I have enjoyed a really productive personal and professional relationship with IDA Projects since way back in 2004. At that time, I was working at the School of Visual and Performing Arts at the University of Tasmania, and had - in a short time - became firm friends with one of my colleagues at the university, Malcom Bywaters who was the Director of the Academy Gallery.
Early in 2004, the gallery had a show going up that was part of the IDA touring program. A collection of predominantly print-based works as I recall, it shook my understanding of the visual arts to the core. Admittedly, my understanding was fairly limited coming exclusively from a music perspective, but nonetheless, it shattered whatever pre-conceptions I might have had...
Up to that time, I was narrowly focussed on writing music for instruments and the concert hall, a fair portion of which involved live or pre-determined electonics. In the IDA show going up in the gallery at that time, I saw distinct parallels between some of the conceptual, technical and methodological issues I was trying to solve reflected in the work laid out in front of me. I turned to the Director of IDA to talk about it.
And that is where my relationship with Steve Danzig began.
We discussed what it is to change something, what it is to meld, what it is to re-orient. Steve asked me to compose a work for the opening of the exhibition. I did. I composed 'ENKI' for flute, digital fixed audio and live electronics. It was performed at the opening by Daynor Missingham, who could really play.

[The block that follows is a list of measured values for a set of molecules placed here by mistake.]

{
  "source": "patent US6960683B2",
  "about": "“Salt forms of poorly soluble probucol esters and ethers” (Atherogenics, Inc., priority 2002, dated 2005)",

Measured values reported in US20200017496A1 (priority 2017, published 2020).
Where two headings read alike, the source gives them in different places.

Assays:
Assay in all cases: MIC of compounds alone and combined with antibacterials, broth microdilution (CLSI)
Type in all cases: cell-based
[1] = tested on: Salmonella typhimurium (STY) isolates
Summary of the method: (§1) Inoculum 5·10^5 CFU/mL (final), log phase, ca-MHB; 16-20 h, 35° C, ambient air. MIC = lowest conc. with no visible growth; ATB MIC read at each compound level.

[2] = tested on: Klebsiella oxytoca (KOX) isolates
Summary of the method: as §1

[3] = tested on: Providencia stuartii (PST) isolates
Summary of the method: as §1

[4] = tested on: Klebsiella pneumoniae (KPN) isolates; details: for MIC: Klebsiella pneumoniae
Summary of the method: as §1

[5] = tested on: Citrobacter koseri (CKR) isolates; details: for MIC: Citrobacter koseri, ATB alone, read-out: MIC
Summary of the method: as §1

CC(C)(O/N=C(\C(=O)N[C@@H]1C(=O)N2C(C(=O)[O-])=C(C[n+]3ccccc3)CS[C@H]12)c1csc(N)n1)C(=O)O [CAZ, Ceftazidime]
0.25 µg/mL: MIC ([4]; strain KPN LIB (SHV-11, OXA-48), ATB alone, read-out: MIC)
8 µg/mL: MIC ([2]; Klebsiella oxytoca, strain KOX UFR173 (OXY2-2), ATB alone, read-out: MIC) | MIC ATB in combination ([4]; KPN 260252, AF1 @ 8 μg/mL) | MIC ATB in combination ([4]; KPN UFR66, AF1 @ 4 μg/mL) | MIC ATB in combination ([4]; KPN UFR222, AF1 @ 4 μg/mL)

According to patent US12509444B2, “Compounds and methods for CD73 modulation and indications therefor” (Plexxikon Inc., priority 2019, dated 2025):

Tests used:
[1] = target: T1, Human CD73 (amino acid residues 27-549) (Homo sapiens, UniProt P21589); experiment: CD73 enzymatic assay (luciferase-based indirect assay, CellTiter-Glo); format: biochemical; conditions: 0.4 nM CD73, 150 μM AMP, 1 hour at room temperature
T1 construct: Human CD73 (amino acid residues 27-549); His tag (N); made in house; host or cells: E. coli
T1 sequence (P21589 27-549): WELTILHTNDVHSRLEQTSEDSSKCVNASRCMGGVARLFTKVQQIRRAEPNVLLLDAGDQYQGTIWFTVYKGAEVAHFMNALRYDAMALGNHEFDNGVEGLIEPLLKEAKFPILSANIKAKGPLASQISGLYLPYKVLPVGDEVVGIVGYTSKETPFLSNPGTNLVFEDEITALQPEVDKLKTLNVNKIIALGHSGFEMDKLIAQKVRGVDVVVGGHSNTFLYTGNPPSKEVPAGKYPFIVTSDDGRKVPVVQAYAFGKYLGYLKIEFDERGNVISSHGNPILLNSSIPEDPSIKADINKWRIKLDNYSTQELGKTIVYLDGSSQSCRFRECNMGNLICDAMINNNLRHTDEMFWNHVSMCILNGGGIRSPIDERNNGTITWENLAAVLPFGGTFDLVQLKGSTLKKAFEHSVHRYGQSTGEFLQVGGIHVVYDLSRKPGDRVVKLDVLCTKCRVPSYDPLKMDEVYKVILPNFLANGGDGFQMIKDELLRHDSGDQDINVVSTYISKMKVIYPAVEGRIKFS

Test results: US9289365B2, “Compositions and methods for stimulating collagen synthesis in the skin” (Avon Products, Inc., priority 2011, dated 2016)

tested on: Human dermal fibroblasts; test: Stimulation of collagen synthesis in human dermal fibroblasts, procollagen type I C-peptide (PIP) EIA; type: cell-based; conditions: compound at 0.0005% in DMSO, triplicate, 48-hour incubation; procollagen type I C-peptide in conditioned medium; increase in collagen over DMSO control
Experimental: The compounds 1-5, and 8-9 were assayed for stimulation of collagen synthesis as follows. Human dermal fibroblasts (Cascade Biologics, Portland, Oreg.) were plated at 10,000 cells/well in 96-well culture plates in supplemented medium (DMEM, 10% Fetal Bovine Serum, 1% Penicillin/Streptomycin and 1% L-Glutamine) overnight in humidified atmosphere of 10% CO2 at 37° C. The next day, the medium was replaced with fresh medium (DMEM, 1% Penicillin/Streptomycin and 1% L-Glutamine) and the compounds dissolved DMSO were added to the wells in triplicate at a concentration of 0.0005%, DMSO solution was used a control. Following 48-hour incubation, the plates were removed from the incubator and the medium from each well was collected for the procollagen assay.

This is the piece here:
Following ENKI, the connection between IDA Projects and me became solid, visiting Beijing in 2005, hooking up in Japan in 2007, in Australia in 2008, and the UK twice in 2011. I also wrote some conference papers; Steve plugged me away to anyone who would listen and we generally had an interesting and enjoyable time doing it. We've also worked together on a few pieces, including the rather fantastic Un_Place animation and soundscape, and something interesting yet to emerge from the vaults...
And now that relationship continues, as Steve and IDA Projects supports The Joy of Loss at QUT. As he always does, Steve has given me something of carte blanche in terms of concept and method - certainly something I am grateful for, as it allows me the time and space to consider, re-consider, reject, re-work, or even start from scratch.
In many ways, The Joy of Loss is something of a summative statement of our relationship - how strength and resilience can arise from difficult situations. Both personally and professionally, Steve has never been far away...and whilst we might not always agree on the best way to proceed, the strength of the relationship which has survived respective health problems and relationship breakdowns, is rooted in truth...
...which is just another joy made profound forged in the fire of loss.